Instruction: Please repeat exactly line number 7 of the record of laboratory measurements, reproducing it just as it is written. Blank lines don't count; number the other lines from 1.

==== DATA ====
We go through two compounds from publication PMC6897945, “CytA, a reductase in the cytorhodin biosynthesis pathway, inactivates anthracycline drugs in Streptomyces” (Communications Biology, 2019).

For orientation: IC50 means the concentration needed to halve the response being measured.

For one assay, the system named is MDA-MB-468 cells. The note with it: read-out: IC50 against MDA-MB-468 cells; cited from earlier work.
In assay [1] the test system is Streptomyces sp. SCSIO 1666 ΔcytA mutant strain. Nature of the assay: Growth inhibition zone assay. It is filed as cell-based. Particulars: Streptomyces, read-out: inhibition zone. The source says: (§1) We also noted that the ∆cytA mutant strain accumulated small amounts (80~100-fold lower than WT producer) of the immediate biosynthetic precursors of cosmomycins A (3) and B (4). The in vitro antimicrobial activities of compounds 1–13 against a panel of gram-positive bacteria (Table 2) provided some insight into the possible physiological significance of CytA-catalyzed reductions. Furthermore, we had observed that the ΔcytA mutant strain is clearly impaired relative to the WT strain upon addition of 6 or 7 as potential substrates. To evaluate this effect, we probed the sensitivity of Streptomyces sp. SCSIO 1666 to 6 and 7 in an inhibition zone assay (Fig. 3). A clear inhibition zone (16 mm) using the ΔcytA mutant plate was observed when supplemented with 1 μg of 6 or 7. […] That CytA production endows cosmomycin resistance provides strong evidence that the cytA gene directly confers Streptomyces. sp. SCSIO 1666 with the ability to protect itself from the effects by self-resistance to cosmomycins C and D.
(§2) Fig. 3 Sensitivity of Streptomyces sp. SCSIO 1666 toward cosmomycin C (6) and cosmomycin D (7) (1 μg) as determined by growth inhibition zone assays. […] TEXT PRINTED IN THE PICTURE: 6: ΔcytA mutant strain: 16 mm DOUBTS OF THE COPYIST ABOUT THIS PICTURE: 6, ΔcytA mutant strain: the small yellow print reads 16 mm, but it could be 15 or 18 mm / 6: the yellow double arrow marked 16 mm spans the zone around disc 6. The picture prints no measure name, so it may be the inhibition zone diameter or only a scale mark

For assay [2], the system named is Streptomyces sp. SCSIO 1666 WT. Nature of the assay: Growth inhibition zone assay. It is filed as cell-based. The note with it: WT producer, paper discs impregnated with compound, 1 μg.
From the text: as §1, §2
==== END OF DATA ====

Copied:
From the text: as §1, §2